3.1 Decision tree notation (nodes and branches)

Any decision includes two or more decision alternatives. Any decision alternative might lead to multiple possible outcomes. One outcome may depend on another, a situation called dependent uncertainty. Decisions may also link together in a sequence, a condition called sequential decisions. Use decision tree notation to keep these myriad paths and possibilities easy to understand and compare.

Figure 3.1

Example icon Example
In figure 3.1 a company is evaluating whether to invest $1,000,000 in a project immediately or wait for a marketing report that may affect project development.
Two other alternatives are also possible: invest $1,000,000 in a fixed yield bond or do nothing. A fixed-yield investment and doing nothing are examples of baseline alternatives: choices that can be used to compare the overall merits of the decision alternatives.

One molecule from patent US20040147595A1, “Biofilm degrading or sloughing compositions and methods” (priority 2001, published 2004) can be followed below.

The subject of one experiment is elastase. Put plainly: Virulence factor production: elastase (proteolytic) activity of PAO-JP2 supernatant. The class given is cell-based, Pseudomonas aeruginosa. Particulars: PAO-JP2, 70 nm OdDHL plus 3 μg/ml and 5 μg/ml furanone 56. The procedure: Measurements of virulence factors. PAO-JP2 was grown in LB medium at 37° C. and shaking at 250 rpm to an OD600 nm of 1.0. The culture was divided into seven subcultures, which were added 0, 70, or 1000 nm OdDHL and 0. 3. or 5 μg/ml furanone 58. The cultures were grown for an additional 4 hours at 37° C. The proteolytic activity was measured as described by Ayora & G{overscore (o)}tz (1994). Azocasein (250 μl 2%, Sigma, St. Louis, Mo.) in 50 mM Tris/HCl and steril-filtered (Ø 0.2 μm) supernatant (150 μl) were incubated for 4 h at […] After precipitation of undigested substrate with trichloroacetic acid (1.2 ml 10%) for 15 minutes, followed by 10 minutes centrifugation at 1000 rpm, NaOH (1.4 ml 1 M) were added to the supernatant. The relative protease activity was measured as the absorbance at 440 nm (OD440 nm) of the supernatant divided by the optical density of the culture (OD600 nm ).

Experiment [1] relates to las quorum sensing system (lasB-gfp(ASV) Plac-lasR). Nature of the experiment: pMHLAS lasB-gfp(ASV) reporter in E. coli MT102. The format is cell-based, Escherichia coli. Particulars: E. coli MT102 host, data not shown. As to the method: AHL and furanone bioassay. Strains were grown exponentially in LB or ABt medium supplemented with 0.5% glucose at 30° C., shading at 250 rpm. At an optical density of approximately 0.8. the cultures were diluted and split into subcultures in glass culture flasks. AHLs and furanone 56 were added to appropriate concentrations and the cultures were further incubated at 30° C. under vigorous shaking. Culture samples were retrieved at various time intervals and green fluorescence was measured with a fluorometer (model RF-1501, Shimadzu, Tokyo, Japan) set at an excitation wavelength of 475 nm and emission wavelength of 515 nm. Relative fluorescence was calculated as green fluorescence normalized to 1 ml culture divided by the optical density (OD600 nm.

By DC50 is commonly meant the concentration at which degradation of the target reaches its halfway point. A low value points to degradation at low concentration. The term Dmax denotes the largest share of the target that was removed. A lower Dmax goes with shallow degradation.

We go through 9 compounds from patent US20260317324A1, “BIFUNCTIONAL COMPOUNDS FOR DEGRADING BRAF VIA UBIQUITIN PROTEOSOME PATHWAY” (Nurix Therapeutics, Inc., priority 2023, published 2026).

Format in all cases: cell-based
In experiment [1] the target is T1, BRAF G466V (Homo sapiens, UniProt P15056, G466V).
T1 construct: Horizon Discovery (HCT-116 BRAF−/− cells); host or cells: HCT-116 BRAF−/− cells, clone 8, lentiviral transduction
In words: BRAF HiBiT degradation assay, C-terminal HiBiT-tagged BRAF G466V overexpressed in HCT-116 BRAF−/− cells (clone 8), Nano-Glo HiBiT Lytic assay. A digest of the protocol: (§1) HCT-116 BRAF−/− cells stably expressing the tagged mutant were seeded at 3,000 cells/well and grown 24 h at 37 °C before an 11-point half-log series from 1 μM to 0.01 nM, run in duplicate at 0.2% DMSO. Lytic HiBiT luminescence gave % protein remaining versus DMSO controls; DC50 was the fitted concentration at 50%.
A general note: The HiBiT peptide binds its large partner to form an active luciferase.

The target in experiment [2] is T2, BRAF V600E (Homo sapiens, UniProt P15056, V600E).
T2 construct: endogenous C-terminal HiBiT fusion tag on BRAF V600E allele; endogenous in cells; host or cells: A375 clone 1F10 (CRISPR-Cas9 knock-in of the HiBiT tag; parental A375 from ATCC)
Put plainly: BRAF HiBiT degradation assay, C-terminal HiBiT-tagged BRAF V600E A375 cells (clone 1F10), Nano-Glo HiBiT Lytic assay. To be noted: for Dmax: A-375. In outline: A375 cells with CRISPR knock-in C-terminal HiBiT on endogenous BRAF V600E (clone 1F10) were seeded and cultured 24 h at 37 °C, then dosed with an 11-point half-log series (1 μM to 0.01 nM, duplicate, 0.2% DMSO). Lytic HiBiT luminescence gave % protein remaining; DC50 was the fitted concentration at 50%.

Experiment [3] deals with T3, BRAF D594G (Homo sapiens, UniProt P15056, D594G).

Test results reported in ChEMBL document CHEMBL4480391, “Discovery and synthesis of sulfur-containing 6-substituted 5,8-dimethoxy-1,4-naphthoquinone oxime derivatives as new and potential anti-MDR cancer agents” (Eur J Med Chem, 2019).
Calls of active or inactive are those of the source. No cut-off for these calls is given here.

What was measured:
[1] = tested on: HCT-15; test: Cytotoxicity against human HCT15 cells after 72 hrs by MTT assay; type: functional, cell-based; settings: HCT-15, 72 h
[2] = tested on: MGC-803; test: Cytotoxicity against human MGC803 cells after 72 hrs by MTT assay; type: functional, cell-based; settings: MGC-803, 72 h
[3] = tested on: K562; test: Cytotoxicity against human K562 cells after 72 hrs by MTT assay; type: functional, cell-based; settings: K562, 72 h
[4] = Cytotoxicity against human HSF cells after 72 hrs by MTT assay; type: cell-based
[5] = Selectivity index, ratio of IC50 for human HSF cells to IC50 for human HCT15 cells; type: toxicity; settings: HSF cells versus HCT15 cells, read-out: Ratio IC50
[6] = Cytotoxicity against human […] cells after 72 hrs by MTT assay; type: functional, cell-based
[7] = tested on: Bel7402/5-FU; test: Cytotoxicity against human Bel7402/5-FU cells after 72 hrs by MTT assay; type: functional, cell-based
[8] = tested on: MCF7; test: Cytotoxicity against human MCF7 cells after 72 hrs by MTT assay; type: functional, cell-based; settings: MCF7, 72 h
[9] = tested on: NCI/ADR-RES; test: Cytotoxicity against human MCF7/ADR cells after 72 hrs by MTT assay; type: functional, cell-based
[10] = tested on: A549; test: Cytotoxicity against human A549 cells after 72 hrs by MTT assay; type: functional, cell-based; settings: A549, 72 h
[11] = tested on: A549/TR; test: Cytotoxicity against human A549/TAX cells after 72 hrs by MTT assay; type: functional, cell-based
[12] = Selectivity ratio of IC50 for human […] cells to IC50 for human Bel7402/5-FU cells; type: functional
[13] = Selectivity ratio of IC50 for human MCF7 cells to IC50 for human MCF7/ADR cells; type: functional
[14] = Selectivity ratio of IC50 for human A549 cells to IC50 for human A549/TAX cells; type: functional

3.1.1 Decision nodes and the root node

Small squares identify decision nodes. A decision tree typically begins with a given “first decision.” This first decision is called the root node. For example, the root node in a medical situation might represent a choice to perform an operation immediately, try a chemical treatment, or wait for another opinion.

Draw the root node at the left side of the decision tree.

3.1.2 Chance nodes

Small circles identify chance nodes; they represent an event that can result in two or more outcomes. In this illustration two of the decision alternatives connect to chance nodes. Chance nodes may lead to two or more decision or chance nodes.

3.1.3 Endpoints

An endpoint, or termination node, indicates a final outcome for that branch. Small triangles identify endpoints. Show an endpoint by touching one point of the triangle to the branch it terminates.

3.1.4 Branches

Lines that connect nodes are called branches. Branches that emanate from a decision node (and toward the right) are called decision branches. Similarly, branches that emanate from a chance node (and toward the right) are called chance branches. A branch can lead to any of the three node types: decision node, chance node, or endpoint.

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